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This event has been cancelled.

City Recital Hall and Inspiring Australia invite you to explore music on a different level in our free lunchtime series This Sounds Like Science.

Back in Darwin’s time, people thought that evolution moved slowly – with species adapting over geological timeframes. Recent work has found that evolution can happen within just a few years. But can plants and animals adapt fast enough to keep up with the current pace of climate change? Be amazed by stories that show how adaptable plants and animals are and contemplate the future of Australia’s changing ecosystems with Professor Angela Moles, a plant ecologist at UNSW Sydney. Discover what you can do to help and be motivated by beautiful classical music.

Professor Angela Moles is a plant ecologist at UNSW Sydney. Her research interests include: understanding how Australian plants are responding to climate change; studying rapid evolution in introduced species; and quantifying global patterns in how climate shapes the way plants grow, reproduce and interact with animals. Angela is a member of the NSW government Biodiversity Conservation Advisory Panel and is the director of the Evolution & Ecology Research Centre at UNSW Sydney. She loves teaching and sharing her enthusiasm for science with the public and is passionate about Australia’s beautiful ecosystems. Angela has won several major research awards, including the Frank Fenner Prize for Life Scientist of the year, the Eureka Prize for Outstanding Young Researcher, and the NSW Science and Engineering Award.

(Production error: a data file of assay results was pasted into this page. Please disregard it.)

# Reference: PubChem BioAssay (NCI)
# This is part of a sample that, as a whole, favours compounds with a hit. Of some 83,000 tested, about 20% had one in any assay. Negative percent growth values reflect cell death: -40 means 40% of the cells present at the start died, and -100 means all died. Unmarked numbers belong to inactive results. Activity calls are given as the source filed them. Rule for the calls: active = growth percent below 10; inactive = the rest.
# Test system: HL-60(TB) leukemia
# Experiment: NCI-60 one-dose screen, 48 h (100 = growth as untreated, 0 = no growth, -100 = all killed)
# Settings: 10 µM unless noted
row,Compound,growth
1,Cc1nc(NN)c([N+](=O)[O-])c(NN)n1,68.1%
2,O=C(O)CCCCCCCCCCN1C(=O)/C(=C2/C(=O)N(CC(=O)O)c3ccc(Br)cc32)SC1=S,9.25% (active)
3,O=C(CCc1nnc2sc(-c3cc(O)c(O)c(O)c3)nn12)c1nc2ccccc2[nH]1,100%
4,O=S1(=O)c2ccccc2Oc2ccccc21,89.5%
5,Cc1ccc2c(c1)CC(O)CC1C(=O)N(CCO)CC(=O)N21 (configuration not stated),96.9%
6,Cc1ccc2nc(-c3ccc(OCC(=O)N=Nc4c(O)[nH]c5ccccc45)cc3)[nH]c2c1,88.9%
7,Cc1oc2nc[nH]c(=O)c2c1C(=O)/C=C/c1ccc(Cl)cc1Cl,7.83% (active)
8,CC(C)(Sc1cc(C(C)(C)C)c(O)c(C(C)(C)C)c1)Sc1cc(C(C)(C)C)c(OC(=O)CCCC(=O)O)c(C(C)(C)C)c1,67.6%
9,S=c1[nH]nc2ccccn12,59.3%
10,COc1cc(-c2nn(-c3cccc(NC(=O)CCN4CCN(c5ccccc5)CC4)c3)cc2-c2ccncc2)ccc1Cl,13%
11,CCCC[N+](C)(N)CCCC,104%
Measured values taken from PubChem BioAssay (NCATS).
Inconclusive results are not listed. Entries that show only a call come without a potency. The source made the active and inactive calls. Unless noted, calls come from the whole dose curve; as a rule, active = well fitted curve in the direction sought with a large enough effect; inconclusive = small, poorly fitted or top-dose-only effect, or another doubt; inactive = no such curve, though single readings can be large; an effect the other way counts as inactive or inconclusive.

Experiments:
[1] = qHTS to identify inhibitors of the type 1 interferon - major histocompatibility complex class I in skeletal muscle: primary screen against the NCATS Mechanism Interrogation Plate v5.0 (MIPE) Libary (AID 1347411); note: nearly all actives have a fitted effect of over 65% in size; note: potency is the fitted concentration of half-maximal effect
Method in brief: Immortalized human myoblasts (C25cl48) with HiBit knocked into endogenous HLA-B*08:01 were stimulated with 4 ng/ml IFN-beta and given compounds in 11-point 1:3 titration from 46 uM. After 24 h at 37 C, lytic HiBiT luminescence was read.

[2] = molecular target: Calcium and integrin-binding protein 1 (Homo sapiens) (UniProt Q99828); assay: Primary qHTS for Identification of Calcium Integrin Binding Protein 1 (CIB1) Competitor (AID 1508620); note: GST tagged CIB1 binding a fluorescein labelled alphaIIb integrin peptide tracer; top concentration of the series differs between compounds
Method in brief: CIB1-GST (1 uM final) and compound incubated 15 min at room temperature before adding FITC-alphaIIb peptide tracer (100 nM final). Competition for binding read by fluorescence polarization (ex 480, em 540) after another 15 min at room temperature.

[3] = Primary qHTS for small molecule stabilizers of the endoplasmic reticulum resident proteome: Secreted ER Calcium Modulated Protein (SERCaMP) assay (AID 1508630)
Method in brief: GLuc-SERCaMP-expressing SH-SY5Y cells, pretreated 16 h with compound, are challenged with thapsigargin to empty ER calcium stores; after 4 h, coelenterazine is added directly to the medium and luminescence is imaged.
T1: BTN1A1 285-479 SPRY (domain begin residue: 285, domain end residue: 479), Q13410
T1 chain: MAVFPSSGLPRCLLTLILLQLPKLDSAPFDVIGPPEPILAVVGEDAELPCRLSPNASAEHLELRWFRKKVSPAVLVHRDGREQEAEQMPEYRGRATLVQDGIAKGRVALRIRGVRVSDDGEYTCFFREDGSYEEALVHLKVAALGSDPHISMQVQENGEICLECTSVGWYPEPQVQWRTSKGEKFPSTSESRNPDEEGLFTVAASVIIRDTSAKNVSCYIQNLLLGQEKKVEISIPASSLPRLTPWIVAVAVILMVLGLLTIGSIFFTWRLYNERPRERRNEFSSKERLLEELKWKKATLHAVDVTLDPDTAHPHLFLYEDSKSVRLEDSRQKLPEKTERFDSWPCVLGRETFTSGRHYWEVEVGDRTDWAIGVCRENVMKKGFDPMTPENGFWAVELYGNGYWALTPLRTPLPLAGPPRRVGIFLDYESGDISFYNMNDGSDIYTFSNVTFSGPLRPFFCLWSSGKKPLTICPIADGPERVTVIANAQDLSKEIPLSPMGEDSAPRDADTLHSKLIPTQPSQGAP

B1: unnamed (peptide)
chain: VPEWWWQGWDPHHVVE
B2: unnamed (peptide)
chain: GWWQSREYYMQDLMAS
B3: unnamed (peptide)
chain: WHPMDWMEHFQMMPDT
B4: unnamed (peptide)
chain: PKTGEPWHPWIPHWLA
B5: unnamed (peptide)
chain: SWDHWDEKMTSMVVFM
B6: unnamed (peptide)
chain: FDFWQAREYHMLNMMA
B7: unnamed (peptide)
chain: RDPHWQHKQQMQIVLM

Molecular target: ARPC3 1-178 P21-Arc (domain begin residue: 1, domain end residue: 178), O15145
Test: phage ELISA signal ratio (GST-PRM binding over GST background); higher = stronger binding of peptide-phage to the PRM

This Sounds Like Science is supported by and co-curated with Inspiring Australia, the national strategy for public engagement with the sciences.

An Australian Government Initiative, Inspiring Australia


Take your pick from one (or all!) of the 5 events in our 2020 This Sounds Like Science series:  

Inside the Mind of a Musician – Tue 18 Feb 12.30pm

Secret Sounds of Space – Tue 21 Apr 12.30pm

Sounds from the Ice – Fri 21 Aug 12.30pm

Music and the Climate Crisis – Thu 29 Oct 12.30pm

Details correct at time of publication